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The Department of German and Russian provides superior language instruction from a faculty that consistently ranks among the best in the University; offers a wide range of courses, including but not limited to literature; and fosters a community of learning, in which students benefit from small classes and ample extracurricular opportunities. Proficiency in German or Russian allows students to engage with some of the greatest cultural traditions in the world while also gaining the skills necessary for entry into such fields as international business, economics, and law.


News and Events


Tuesday, April 8th, 7:00-9:00pm
at Legends of Notre Dame

Join other speakers of German for a relaxing evening of conversation. Refreshments provided by the Department of German and Russian. These evenings are always filled with laughter and fun. Drop by when you can. All levels welcome.

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April 23rd, Wednesday
CSLC, 4:30-5:30

Join us on for the last Kaffeestunde of the year when we also conduct the induction ceremony for Delta Phi Alpha, the German Honorary Society. Come celebrate with this years graduating seniors. Refreshments will be a cut above the usual Kaffeestunde fare. All German students and levels of German speakers are welcome.

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“The Hawk, the Cod, and 1975: Joseph Brodsky’s Point of No Return”

Thursday, April 3 at 5:00 p.m.
Special Collections Department, 1st floor atrium, Hesburgh Library

Speaker: David M. Bethea, Vilas Research Professor of Slavic Languages and Literatures, University of Wisconsin-Madison

Professor Bethea is the author of the book Joseph Brodsky and the Creation of Exile (1994). Nobel Prize winner Joseph Brodsky (1940-96) was the last major Russian poet in the ‘heroic’ tradition, a tradition that ran for two hundred years and began with ‘founding father’ Alexander Pushkin (1799-1837). What happens to the romantic – i.e. romantic as in inheritor of the heroic tradition – poet’s construction of biography when that tradition essentially dies out and the poet, now in exile, enters the cultural space of the New World? We will look at the year 1975 and two masterpiece poems written at this ‘point of no return’ that show Brodsky aware of his place between two traditions and his anxiety going forward.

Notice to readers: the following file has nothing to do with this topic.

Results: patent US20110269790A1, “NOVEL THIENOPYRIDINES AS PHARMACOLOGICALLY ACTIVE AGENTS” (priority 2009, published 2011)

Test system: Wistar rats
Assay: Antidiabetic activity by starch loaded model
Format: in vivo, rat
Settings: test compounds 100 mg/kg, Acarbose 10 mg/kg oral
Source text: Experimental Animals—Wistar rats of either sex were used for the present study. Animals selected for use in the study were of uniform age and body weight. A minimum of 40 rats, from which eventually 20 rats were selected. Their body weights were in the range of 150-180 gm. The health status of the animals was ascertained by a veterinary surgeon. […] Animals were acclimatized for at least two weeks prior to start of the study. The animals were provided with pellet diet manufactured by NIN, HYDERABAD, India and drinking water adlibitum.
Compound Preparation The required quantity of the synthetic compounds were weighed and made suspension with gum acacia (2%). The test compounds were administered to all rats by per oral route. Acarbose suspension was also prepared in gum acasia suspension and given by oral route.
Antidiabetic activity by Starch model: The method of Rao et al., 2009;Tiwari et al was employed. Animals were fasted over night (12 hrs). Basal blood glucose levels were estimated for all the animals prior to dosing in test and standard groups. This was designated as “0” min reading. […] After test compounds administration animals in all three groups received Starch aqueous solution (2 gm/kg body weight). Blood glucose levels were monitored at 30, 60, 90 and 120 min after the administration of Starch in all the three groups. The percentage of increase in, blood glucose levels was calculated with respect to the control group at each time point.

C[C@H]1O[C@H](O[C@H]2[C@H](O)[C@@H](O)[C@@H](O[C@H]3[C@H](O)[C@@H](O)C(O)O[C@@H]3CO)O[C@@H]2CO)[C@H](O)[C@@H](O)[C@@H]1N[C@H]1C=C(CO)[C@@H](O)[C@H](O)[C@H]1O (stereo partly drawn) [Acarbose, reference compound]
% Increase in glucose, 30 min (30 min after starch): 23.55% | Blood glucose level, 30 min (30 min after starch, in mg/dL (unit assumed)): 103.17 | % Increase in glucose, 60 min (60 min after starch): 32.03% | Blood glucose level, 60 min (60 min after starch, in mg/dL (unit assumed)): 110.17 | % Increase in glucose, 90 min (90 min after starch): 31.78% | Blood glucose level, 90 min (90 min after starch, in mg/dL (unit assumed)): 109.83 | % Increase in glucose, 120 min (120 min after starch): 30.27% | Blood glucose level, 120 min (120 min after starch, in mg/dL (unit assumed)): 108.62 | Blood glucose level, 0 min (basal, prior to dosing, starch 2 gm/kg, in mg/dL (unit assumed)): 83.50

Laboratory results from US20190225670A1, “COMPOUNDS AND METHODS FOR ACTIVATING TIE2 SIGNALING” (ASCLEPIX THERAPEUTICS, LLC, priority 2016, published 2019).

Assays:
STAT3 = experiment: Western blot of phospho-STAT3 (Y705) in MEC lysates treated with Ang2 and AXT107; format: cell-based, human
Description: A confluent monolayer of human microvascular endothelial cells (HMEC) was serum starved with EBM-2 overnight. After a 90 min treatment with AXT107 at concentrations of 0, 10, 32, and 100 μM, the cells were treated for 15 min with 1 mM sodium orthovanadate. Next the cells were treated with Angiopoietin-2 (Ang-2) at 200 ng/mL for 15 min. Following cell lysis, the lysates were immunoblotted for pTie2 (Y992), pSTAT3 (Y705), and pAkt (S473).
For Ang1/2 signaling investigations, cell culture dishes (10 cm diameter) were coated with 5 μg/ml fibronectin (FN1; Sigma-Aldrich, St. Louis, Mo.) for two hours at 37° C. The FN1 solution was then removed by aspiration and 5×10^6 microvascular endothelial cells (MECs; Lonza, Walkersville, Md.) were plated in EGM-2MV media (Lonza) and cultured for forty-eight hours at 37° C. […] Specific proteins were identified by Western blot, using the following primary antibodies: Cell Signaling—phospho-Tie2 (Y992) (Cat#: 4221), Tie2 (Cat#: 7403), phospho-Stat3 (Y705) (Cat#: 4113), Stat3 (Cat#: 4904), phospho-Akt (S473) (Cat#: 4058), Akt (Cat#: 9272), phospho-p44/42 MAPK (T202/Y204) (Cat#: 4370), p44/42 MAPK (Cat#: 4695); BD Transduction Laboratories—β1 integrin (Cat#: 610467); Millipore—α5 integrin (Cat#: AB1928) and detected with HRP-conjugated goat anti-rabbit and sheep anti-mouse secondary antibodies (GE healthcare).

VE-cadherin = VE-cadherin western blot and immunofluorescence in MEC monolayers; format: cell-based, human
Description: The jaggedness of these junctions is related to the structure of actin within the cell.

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Roby Lakatos Ensemble Concert

Saturday, May 3 at 7:30 p.m.
Leighton Concert Hall, DPAC

Roby Lakatos is a Romani (Gypsy) violinist from Hungary. The Romani or Gypsy sound fascinated 19th-century composers like Liszt and Brahms. Lakotas enchants with that sublimely romantic classical music seamlessly blended with jazz, pop, Broadway and film scores into one sweeping, dramatic, hyper-kinetic Gypsy rave. Lakatos is technically amazing in blazingly fast solos and slow sections of notes that sustain to reach the deepest recesses of the hall. Student tickets cost $15. Additonal event details.

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